The listing states the house dates back to around 1858 and remained a rectory until about 1975, and has an attic and basement as well as two storeys of accommodation hiding behind the elaborate medieval-style facade.
Tucked away within its acre of beautiful gardens, hidden amongst the houses and away from any roads, once you get to the end of the private drive it feels like you’ve arrived at a tranquil and historic spot that could be in a remote rural village not on the edge of Wales’ largest city.
Through the impressive porch that offers an arched, double front door as the first character feature to note, but not before the noticeably extra tall chimneys with their unusual stone carved tops and the Gothic-style facade has captivated you; but there’s plenty more to see inside.
The hall is a grand space, flooded with light that ensures the glorious floor tiles and unusually carved staircase can be fully appreciated, at least in daylight. The room is marked as a reception hall and it is certainly a space impressive enough in size, shape and style that this grand house demands in order to make the best first impression.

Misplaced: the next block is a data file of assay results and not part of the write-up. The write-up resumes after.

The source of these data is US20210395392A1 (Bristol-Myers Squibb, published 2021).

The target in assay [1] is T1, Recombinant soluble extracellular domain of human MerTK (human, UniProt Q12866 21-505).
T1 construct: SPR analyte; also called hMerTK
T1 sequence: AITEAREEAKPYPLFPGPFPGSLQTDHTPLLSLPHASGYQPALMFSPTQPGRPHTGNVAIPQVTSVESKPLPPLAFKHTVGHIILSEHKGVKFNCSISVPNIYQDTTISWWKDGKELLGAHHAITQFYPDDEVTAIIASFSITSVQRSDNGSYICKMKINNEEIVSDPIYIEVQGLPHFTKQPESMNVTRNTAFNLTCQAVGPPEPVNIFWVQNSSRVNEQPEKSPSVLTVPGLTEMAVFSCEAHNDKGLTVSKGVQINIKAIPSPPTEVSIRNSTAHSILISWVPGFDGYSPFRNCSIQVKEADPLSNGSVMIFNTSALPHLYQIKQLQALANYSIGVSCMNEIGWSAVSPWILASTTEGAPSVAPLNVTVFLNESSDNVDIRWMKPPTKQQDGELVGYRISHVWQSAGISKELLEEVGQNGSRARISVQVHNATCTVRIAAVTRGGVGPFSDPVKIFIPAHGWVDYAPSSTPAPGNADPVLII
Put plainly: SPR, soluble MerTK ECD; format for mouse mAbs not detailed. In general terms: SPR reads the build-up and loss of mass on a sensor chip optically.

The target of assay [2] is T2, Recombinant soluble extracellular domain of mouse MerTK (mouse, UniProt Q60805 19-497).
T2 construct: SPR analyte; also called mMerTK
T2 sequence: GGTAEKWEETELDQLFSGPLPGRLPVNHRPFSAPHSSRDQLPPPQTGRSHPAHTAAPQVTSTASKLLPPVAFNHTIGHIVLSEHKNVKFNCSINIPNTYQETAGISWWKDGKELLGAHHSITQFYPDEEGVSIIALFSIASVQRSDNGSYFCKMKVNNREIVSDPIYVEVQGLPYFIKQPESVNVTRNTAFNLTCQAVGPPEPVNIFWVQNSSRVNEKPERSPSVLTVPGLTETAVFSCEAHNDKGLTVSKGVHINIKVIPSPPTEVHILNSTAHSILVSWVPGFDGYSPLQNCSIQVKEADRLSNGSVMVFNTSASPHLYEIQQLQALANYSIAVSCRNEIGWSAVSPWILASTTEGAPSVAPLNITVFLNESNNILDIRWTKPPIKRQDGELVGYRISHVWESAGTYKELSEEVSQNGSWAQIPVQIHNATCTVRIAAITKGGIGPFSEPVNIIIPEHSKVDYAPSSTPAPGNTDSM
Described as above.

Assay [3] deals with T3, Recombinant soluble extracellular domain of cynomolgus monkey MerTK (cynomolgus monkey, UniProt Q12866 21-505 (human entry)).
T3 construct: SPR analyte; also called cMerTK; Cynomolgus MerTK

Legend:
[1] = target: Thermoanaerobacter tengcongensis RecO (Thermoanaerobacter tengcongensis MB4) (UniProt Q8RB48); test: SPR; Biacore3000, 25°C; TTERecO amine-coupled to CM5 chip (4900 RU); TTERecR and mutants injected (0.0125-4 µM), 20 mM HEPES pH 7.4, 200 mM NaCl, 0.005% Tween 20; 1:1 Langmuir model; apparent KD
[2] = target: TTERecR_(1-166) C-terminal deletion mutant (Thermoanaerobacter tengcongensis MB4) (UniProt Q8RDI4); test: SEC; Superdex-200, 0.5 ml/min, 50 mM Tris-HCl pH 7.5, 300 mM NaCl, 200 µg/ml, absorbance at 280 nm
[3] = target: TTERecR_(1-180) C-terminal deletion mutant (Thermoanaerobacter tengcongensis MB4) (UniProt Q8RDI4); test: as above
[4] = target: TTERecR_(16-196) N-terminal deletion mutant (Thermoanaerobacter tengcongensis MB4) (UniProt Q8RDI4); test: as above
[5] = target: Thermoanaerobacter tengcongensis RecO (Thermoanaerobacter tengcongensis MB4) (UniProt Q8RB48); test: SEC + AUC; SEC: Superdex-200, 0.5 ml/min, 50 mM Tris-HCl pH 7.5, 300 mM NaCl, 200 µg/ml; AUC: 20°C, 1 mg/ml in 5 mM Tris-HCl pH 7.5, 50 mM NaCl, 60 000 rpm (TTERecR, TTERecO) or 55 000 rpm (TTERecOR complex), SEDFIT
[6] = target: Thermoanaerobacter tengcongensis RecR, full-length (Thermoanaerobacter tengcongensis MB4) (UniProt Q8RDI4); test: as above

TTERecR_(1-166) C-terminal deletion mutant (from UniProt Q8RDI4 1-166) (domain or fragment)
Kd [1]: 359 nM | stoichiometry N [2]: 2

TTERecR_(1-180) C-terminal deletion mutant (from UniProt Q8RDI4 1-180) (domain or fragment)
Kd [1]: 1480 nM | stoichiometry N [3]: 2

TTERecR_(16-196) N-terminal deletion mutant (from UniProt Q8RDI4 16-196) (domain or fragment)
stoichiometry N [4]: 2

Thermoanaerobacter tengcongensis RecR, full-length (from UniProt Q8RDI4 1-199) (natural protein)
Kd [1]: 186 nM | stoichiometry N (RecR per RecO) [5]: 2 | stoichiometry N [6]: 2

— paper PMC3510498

The reception hall provides access to two reception rooms before flowing into an inner hallway that leads to a drawing room, kitchen diner, study and utility room. The dining room is the first space to explore and it’s certainly one that can easily welcome many dinner guests to a room that oozes character, including fancy cornicing, picture rails, stripped wood floorboards and a pretty period fireplace.
It’s an inviting space, conducive to fine dining and even finer socialising, bathed in light from the two massive windows that can still boast wood panelling and that offer an alternative of garden views for your attention if the chat at the table gets a little boring. Next to the formal dining room is the first of the lounge spaces, a more cosy space that can also boast a proportionately large window that frames its own unique vista of the special grounds that cocoon this special home.
Into the inner hallway and the second lounge space, the drawing room is more of a surprise. Yes, it has a huge window to rival its room neighbours and it has the added bonus of a direct connection to the garden via a door in the corner, but it also has a large brick fireplace and chimney, now painted white, that rises to the high ceiling.